A children’s classic for over a century, the story of Anne of Green Gables still resonates with families today. It’s a great choice for children facing a move, or when changing schools, as it deals heavily with making new friends, overcoming first impressions, and maintaining a positive attitude in the face of difficulty.
Gary Paulsen’s stories about wilderness survival and the deep drive to live in harmony with nature draws parallels to a modern Jack London, and many of his books have won the Newberry award. Dogsong is aimed a little younger than his Hatchet series, though plenty of teens and adults still love and re-read this classic.
For fans of mythology, history, or fantasy — or anyone who just loves a fun adventure series — Rick Riordan’s Olympians bring mythological heroes of old to a young audience in fun, easy-to-follow narratives.
A fictionalized first-person account of the Yellow Fever epidemic that swept through Philadelphia, Fever is a powerful coming of age story, both for heroine Mattie and for a young nation gripped by plague.
Forced to flee domestic violence in an arranged marriage, Julie of the Wolves deals with one young girl’s struggle to survive in one of the harshest environments on earth. By digging deep into the lessons her father instilled in her, Julie survives, and thrives, in this Newberry award winner.
A genre-defining exploration of rural life and the struggle to survive, subsistence farmers fight predators, poverty, and even a hurricane, while trying to provide a better life for their young son Jody, who struggles to reconcile the harsh realities of their life with his love of his pet fawn.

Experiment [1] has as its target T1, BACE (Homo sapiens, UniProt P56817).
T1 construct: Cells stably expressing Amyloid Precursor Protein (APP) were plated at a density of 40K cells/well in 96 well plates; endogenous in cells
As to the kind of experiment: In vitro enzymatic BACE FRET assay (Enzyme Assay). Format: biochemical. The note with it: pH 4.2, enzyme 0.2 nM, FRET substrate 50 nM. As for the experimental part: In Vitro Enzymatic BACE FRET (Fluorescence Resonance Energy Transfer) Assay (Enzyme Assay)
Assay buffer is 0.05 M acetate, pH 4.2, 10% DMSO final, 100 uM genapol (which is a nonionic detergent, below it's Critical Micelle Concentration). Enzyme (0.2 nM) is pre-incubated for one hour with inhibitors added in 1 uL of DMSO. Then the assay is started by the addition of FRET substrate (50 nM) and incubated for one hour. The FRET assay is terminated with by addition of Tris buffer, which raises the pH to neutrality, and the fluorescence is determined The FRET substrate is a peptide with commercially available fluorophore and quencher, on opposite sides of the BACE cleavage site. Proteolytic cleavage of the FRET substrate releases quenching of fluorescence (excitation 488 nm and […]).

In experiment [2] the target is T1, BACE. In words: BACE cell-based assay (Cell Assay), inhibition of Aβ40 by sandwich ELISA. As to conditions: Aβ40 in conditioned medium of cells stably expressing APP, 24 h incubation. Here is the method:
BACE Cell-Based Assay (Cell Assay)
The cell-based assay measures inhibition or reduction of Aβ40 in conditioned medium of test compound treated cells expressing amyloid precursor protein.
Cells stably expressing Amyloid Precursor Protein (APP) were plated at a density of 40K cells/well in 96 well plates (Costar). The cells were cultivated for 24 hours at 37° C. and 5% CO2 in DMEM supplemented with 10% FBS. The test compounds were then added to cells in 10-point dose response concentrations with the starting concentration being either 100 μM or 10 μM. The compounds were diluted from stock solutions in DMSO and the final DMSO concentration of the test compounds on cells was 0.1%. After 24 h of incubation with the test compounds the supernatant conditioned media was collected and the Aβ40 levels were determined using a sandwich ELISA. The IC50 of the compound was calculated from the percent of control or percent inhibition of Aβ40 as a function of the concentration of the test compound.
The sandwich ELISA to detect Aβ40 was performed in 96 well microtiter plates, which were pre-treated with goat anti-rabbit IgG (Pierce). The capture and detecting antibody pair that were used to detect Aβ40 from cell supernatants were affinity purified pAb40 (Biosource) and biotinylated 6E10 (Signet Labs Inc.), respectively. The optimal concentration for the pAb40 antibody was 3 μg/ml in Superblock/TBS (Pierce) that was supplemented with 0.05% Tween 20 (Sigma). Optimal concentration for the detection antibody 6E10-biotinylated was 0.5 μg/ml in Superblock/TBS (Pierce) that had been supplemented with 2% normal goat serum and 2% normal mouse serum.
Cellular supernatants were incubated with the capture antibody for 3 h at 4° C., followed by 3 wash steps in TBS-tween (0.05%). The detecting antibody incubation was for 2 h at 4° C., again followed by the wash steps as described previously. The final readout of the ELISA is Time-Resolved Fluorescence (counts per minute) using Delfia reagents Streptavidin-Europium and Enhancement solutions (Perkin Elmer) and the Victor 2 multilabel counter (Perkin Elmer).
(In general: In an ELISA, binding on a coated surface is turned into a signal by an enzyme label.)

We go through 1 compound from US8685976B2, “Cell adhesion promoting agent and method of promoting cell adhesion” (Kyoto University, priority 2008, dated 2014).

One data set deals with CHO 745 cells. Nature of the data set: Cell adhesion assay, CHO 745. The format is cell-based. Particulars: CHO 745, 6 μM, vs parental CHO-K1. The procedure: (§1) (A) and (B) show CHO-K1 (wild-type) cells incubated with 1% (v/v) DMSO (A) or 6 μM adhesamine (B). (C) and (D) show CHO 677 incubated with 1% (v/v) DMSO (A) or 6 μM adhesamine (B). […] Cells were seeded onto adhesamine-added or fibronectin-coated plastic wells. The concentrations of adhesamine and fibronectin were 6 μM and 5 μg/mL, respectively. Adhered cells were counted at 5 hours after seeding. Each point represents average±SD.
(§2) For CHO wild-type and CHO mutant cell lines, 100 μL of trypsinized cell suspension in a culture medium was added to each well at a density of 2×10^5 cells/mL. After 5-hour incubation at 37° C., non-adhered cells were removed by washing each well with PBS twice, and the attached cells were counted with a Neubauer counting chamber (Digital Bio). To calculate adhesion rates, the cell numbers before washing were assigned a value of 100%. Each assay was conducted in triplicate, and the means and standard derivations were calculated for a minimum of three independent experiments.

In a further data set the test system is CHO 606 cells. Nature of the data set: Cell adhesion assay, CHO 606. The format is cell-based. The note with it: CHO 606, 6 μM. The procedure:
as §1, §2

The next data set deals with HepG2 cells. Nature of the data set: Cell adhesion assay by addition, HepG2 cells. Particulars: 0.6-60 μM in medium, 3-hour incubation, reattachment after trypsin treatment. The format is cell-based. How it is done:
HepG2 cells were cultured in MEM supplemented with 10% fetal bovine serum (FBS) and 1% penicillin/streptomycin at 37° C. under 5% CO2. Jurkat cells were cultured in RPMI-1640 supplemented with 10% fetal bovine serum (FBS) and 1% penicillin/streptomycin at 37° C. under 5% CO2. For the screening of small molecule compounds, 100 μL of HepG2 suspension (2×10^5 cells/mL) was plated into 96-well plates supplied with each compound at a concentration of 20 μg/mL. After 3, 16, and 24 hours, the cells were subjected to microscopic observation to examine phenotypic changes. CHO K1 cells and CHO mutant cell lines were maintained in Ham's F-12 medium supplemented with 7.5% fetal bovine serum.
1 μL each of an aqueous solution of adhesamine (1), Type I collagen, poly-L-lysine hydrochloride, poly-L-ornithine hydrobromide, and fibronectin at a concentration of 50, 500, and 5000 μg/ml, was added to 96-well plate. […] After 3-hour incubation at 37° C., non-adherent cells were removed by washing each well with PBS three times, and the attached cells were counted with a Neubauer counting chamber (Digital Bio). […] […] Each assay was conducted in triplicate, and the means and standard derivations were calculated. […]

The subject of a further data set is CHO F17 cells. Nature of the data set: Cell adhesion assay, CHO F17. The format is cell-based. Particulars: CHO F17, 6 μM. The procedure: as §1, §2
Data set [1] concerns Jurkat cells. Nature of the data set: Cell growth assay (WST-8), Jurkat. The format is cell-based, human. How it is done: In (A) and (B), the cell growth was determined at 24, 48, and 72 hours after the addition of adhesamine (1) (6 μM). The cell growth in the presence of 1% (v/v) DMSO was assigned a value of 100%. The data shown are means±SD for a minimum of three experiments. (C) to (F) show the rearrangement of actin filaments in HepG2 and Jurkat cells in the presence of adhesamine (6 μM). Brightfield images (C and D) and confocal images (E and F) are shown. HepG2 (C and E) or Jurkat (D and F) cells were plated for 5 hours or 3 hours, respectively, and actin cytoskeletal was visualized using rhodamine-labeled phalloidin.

Based on a true story, the Misty series of books draws readers in to this classic novel about nature, family, and the possibility of achieving your dreams. Bask in the warm Virginia summer sun that permeates this classic story about the wild ponies of Assateague and their most famous domestic descendant, Misty.
Follow the last days of the Nez Perce tribe in this powerfully evocative story of the strength to persevere in the face of overwhelming loss and sorrow. At less than 150 pages, it’s short enough for an elementary student to read, but the subject matter — genocide, interment, and graphic violence — may make it better suited to an older age group.
An immersive tale about overcoming obstacles and struggling to survive, this rich exploration of the Yukon remains one of London’s most powerful works, and the story’s enduring popularity clearly shows that a love of the wilderness is still deeply embedded in American cultural consciousness.
Go back to where it all started with Tolkien’s The Hobbit. With tons of content left unexplored by movies, it remains an engaging and enjoyable fantasy that’s beloved by teens and adults.
The first in a series, T. H. White’s retelling of classic Arthurian legends with an emphasis on the more magical and fantastical elements, these legends of wyverns, fairies, wizards, and more make for instant favorites that are endlessly re-readable.
A powerful story about strength in the face of tragedy, O’Dell’s evocative retelling of the story of the last survivor of the Nicoleño tribe and the incredible adversity she faced alone on an island for over a decade will stay with the reader long after the last page.